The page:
Research Library

Search over three decades of research on mindsets, including Mindset Scholars Network briefs and working papers, and other publications from Network studies and initiatives.

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This article reports findings from the largest-ever randomized controlled trial of a growth mindset program in the United States in K-12 settings. The study combined a test for cause-and-effect (a randomized experiment) with a sample that enables claims about an entire population (a nationally representative probability sample). The study found that a short (less than one hour), online growth mindset intervention—which teaches that intellectual abilities can be developed—improved grades among lower-achieving students and increased enrollment in advanced mathematics courses among both higher- and lower-achieving students in a nationally representative sample of regular public high schools in the United States. Notably, the study identified school contexts that moderated the effects of the growth mindset intervention: the intervention had a stronger effect on grades when peer norms aligned with the messages of the intervention. In addition to its rigorous design, the study also featured independent data collection and processing, pre-registration of analyses, and corroboration of results by a blinded Bayesian analysis.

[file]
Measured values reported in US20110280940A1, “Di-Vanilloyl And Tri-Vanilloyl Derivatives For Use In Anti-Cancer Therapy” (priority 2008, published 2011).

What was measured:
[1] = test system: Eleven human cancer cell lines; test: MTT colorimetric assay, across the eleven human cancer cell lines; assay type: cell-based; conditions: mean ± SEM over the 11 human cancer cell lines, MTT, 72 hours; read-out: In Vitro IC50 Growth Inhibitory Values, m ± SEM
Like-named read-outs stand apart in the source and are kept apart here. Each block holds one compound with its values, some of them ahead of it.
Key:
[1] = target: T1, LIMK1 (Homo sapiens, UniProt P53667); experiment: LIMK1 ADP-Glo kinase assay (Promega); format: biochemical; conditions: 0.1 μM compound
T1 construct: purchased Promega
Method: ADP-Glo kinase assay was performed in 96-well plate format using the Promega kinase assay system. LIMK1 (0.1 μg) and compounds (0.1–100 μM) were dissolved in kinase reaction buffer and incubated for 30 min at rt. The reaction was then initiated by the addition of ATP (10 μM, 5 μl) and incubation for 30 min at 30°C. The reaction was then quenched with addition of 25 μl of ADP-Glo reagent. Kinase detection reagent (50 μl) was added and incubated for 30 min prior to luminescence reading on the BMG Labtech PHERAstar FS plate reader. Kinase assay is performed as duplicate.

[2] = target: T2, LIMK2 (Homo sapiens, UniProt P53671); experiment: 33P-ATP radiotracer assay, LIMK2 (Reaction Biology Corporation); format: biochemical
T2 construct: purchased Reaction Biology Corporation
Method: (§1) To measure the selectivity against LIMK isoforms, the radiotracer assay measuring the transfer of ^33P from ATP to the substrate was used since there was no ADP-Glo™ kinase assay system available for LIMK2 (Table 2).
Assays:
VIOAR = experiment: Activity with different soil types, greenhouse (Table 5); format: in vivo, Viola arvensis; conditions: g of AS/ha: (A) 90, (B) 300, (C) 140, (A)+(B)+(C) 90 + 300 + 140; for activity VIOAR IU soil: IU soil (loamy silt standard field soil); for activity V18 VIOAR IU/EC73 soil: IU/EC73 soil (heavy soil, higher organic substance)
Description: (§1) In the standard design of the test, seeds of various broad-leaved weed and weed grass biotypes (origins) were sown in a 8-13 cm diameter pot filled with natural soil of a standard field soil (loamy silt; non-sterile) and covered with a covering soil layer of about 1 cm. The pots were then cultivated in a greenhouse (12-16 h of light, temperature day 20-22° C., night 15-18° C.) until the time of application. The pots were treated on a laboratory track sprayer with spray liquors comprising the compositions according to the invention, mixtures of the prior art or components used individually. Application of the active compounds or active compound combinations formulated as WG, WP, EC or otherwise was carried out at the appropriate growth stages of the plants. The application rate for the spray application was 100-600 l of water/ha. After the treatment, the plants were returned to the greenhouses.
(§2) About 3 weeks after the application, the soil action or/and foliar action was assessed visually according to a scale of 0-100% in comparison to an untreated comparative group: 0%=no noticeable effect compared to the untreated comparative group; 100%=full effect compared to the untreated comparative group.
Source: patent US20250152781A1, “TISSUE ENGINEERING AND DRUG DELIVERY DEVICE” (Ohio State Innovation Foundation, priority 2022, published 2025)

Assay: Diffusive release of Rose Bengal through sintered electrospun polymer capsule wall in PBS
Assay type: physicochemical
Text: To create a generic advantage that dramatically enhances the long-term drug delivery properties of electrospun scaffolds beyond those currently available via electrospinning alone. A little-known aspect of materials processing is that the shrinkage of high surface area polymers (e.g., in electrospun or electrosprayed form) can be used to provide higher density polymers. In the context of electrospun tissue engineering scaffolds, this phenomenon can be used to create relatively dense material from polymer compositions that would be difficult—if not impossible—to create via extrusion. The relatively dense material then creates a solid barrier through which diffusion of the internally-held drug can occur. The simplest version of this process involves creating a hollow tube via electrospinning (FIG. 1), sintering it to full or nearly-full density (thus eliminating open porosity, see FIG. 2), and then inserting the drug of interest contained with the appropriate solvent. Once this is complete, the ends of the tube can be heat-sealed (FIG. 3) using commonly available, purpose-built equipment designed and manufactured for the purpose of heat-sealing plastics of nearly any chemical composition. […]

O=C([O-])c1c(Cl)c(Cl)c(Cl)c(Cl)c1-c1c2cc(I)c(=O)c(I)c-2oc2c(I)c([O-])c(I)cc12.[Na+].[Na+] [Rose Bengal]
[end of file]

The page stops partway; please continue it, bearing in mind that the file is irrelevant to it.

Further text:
There are many promising psychological interventions on the horizon, but there is no clear methodology for preparing them to be scaled up. Drawing on design thinking, the present research formalizes a methodology for redesigning and tailoring initial interventions. The researchers test the methodology using the case of fixed versus growth mindsets during the transition to high school. The current research provides a model for how to improve and scale interventions that begin to address pressing educational problems. It also provides insight into how to teach a growth mindset more effectively.

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